The colour of the wild Cat is more uniform than that of the domestic species. On a ground colour of pale reddish-yellow are dark streaks extending over the body and limbs, forming pretty much the sort of pattern exhibited on the tiger's robe. From the back of the neck to the spine, a line of very dark spots extends to the tail, which is short and bushy, and has a black tip. The feet and insides of the legs are yellowish grey. In the female, which is smaller that the male, the colours are not as distinct. The medium size of a full-grown male wild Cat is as follows: - Length of head and body,

1 foot 10 inches; length of head, 3 inches; length of ears, 2 inches; length of tail, 11 inches. The wild Cat affects rocky and densely-wooded districts, living in holes or in hollow trees. According to Mr. St. John, a wild Cat will sometimes take up its residence at no great distance from a house, and, entering the hen-houses and outbuildings, carry off fowls or even lambs, in the most audacious manner. Like other vermin, the wild Cat haunts the shores of lakes and rivers, and it is, therefore, easy to know where to lay a trap for it. Having caught and killed one of the colony, the rest of them are sure to be taken, if the body of their slain relative be left in some place not far from their usual hunting-ground, and surrounded with traps, as every wild Cat which passes within a considerable distance of the place will to a certainty come to it.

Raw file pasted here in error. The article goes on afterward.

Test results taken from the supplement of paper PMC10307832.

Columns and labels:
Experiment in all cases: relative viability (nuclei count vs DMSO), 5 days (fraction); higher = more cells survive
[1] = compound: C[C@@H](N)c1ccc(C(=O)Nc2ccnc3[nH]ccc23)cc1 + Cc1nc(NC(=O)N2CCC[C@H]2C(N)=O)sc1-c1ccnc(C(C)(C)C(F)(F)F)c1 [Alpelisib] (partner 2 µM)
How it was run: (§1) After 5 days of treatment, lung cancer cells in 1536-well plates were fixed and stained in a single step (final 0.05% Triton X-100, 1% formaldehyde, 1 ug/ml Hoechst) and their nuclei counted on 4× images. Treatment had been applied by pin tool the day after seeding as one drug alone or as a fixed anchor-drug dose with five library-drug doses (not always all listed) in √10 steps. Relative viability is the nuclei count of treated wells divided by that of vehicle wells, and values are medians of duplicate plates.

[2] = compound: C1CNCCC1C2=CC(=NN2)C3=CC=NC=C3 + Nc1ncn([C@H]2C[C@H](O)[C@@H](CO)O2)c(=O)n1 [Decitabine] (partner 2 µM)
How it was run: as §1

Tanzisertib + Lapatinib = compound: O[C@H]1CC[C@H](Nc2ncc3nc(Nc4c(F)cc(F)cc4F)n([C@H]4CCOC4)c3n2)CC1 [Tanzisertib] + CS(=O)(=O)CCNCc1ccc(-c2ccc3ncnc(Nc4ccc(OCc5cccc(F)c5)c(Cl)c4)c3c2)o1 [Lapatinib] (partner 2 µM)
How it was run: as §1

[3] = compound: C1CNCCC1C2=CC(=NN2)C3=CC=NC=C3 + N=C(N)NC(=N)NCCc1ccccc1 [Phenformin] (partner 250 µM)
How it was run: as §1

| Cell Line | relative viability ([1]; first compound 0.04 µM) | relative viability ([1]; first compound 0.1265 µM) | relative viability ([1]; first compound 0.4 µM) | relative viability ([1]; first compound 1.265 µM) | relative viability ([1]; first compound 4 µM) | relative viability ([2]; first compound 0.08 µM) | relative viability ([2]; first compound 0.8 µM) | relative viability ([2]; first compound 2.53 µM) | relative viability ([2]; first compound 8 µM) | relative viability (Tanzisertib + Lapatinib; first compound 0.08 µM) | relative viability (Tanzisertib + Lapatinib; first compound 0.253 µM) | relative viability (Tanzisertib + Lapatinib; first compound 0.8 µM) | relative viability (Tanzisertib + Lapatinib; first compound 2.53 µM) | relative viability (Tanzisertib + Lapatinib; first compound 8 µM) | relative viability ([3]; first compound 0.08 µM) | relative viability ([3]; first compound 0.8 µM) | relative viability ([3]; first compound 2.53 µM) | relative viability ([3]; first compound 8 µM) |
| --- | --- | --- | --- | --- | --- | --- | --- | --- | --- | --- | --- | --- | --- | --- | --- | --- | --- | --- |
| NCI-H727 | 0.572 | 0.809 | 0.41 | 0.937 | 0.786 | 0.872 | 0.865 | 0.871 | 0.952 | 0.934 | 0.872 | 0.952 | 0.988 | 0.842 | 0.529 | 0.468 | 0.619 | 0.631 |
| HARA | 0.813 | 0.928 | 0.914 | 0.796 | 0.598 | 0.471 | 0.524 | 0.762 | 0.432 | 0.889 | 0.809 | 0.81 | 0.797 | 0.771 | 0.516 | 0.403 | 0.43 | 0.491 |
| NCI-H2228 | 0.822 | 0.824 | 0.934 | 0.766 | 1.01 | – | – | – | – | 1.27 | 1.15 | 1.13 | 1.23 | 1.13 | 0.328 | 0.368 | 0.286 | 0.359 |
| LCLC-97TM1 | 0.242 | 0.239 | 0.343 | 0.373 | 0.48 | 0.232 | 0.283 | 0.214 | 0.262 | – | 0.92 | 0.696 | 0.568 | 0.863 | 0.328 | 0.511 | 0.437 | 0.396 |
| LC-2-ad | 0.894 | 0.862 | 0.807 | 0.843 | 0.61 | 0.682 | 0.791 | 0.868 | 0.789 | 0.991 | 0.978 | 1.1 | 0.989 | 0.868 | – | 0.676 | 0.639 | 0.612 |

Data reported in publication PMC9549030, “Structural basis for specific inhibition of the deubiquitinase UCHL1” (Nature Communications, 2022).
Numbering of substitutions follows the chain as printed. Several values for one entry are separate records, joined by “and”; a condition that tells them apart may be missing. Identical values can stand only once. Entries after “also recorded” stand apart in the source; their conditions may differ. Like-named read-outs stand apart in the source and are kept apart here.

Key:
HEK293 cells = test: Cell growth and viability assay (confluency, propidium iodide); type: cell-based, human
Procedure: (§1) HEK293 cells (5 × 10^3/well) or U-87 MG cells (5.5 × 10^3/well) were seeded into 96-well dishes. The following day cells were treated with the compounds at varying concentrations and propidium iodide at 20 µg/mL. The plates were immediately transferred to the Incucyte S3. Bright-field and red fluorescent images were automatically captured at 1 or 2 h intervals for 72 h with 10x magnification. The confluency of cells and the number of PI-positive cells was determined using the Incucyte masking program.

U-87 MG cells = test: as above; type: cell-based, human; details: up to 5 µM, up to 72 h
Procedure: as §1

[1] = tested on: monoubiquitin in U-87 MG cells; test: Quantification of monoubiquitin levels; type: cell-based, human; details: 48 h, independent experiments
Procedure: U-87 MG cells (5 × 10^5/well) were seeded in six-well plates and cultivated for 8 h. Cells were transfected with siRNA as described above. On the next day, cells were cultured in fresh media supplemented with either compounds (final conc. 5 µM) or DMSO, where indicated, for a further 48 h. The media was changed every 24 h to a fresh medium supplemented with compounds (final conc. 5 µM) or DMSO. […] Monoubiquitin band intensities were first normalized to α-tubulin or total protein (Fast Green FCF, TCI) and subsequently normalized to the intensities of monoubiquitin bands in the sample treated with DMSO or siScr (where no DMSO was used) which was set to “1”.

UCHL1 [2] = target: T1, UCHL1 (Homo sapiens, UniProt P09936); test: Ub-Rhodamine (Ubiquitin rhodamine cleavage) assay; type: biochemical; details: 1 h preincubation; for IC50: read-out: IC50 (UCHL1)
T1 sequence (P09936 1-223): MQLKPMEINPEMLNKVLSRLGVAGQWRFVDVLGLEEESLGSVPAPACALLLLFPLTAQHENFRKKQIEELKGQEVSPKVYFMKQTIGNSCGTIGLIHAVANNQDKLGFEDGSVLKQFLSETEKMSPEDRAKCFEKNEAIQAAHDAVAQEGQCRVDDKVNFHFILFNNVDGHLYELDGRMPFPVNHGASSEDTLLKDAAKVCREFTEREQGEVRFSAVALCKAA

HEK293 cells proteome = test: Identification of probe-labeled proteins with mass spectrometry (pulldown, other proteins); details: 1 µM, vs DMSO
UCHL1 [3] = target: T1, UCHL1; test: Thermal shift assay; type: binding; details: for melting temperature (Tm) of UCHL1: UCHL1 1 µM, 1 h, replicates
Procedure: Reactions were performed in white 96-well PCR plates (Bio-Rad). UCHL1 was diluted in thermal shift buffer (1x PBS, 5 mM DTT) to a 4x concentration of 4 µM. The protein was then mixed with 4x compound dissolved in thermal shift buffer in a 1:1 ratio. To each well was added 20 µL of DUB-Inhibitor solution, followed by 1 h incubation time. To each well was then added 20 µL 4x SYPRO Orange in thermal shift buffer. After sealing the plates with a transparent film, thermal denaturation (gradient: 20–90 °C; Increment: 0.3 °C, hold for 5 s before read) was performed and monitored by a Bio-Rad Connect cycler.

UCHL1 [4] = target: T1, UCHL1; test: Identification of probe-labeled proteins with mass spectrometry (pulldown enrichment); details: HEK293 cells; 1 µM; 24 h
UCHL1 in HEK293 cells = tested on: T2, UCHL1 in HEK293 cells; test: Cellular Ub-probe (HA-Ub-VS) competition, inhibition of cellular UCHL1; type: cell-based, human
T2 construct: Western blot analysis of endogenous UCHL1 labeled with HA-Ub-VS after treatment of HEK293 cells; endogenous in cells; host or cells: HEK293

America has several Tiger-Cats, foremost amongst which may be mentioned the Ocelot. Two of these animals were kept at the Tower of London, at the time when that ancient fortress counted a menagerie among its other attractions; and of one of these Mr. Bennett gives the following description: "Body when full grown nearly 3 feet in length; tail rather more than 1 foot; medium height about